Le Baiser (The Kiss), 4th reduction
Inscribed F. Barbedienne Fondeur
Bronze with a rich brown and green patination
Height 10" (25.2 cm)
Conceived 1886 and cast in July 1914. The Comité Rodin states that between 93 and 103 examples were cast from 1898 and 1918
Conceived in 1886. The Barbedienne foundry cast between ninety-three and one hundred and three casts of this model in this size between 1898 and 1918. This example was conceived in 1898 and cast on 31 July 1914. Rodin agreed a ten-year renewable contract for the Barbedienne foundry to produce an unlimited edition of the model in 1898. The foundry produced four sizes of this model, 72cm, 60cm, 40cm and 25cm.
Like many of Auguste Rodin’s best-known works, the Kiss was initially conceived as part of the Gates of Hell – the artist’s most ambitious sculptural project, which occupied the last thirty-seven years of his life – but was eventually omitted from the final design. The artistic inspiration for the Gates derived from Dante’s Comedy, which depicts the Italian poet’s epic journey through the Underworld. Rodin initially thought the Kiss would have to be the dominating piece of the composition, in place of the Thinker.
The subject of the sculpture is linked to an episode in Dante’s Inferno, where the poet meets Paolo and Francesca, nobles of Rimini, who shared their first kiss while reading about the Arthurian love story between Lancelot and Guinevere. This episode has received enormous attention in the History of European Art, and has been depicted by artists such as Sandro Botticelli, Ingres, Dante Gabriel Rossetti and Auguste Doré.
In this circumstance, Rodin’s visual reinterpretation of the poem universalises its subject-matter, expanding far beyond the boundaries of its literary background. The two sculpted figures are fused together in an ever-lasting embrace. As the woman’s arm encircles her lover’s neck, the man’s right hand presses firmly but gently on her left thigh, enhancing the sinuosity of the composition. The stark contrast between the softness of the young lovers’ bodies and the rock on which they sit, highlights their youth and the tenderness of their gestures. The Kiss is now universally perceived as a visual epitome of passionate love.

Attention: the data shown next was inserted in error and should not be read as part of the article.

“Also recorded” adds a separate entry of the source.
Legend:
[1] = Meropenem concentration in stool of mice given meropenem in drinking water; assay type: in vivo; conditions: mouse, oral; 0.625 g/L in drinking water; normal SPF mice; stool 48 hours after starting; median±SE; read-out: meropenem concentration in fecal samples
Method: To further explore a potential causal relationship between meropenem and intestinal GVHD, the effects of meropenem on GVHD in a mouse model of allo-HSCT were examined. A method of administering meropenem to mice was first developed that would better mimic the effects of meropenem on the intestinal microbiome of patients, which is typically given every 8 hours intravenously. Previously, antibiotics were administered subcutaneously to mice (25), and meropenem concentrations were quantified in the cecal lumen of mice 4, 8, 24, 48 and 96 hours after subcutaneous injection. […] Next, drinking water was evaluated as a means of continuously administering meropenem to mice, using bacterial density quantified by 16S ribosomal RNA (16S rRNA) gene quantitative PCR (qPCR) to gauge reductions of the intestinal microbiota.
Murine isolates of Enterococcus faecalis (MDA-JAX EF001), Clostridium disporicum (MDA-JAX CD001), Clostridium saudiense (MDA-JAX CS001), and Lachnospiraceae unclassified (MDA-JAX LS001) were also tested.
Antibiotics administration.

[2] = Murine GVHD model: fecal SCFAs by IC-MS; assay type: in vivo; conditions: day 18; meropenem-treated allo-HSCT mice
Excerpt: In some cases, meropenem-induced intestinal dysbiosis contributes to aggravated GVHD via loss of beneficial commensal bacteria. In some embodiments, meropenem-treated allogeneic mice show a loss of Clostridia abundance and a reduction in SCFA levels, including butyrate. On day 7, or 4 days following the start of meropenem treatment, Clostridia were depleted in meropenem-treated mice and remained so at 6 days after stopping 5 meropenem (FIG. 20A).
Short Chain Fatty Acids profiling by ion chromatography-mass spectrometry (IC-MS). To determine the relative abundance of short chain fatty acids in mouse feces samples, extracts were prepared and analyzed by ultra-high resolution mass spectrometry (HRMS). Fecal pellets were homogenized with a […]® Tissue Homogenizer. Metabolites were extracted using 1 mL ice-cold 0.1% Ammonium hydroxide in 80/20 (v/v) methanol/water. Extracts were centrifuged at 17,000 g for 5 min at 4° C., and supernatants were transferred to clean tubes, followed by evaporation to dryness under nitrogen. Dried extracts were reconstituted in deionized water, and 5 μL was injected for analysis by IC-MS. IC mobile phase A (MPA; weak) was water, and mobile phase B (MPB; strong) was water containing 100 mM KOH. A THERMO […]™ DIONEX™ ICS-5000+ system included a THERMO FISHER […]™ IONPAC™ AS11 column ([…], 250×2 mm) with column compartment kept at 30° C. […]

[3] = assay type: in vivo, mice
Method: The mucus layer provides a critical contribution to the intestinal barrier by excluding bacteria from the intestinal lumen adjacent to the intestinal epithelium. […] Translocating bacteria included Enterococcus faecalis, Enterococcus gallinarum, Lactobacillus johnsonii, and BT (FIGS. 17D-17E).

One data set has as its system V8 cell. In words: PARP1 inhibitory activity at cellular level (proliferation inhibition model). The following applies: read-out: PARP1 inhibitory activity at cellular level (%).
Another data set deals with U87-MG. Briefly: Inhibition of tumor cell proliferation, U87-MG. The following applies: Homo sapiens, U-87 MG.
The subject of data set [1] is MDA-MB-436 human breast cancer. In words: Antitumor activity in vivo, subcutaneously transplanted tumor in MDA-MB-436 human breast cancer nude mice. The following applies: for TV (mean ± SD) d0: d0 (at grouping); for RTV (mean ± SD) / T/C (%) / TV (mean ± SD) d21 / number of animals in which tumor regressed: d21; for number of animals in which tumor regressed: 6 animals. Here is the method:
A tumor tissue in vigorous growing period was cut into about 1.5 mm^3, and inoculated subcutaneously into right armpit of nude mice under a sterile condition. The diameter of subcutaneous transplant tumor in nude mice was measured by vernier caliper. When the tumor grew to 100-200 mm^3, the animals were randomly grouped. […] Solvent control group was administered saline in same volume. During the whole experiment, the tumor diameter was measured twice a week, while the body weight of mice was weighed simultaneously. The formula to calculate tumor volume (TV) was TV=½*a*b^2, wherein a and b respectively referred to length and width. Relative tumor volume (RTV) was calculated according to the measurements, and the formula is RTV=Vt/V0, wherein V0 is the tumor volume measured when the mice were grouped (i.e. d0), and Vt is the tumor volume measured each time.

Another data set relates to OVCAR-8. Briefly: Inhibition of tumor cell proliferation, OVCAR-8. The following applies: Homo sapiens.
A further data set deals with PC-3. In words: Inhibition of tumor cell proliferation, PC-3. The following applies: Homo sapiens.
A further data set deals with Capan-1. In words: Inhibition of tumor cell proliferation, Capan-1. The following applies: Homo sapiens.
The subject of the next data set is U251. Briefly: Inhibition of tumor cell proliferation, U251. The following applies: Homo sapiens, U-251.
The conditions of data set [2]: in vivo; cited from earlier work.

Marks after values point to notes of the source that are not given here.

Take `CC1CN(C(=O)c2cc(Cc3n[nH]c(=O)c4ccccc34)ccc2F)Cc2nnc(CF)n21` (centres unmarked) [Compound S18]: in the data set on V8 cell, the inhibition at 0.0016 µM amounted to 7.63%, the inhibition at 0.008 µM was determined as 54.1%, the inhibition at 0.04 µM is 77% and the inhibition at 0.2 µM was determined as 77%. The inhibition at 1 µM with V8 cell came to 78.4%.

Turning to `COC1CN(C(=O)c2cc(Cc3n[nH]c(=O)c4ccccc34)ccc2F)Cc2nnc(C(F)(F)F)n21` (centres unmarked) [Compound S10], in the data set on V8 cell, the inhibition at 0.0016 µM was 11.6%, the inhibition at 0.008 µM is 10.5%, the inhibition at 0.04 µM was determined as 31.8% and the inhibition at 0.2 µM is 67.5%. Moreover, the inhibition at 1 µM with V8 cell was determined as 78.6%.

The Kiss was prudishly received at the Chicago World’s Fair of 1893, where it was considered unsuitable for public display and relegated to one of the inner rooms of the exhibition. In Britain too, the reception of the piece was highly controversial. When the American collector, Edward Warren, lent in 1914 a marble version of the sculpture to the town hall of Lewes, in East Sussex, its inhabitants considered it morally unsound, first demanding to drape it and then to return the sculpture to its owner.
Unlike Britain and the United States, the sculpture was applauded in 1898 at the Salon de la Société National des Beaux-Arts in Paris. Its enthusiastic reception led the artist to sign a contract with the Barbedienne foundry, which allowed them to produce an edition of the model in four sizes between 1898 and 1917 – the year of the artist’s death. This example is one of the 25cm edition cast by Barbedienne during Rodin’s lifetime. By means of archival research, the Comité Rodin certifies that this particular example was cast by the foundry on 31 July 1914.
With its illustrious literary background, artistic flair and controversial reception history, the Kiss is one of Rodin’s most fascinating works and is one of the world’s most recognizable sculptures.
Dante Gabriel Rossetti, Paolo and Francesca da Rimini, 1855, TATE Britain
Auguste Rodin, The Kiss, 1901-1904, TATE Britain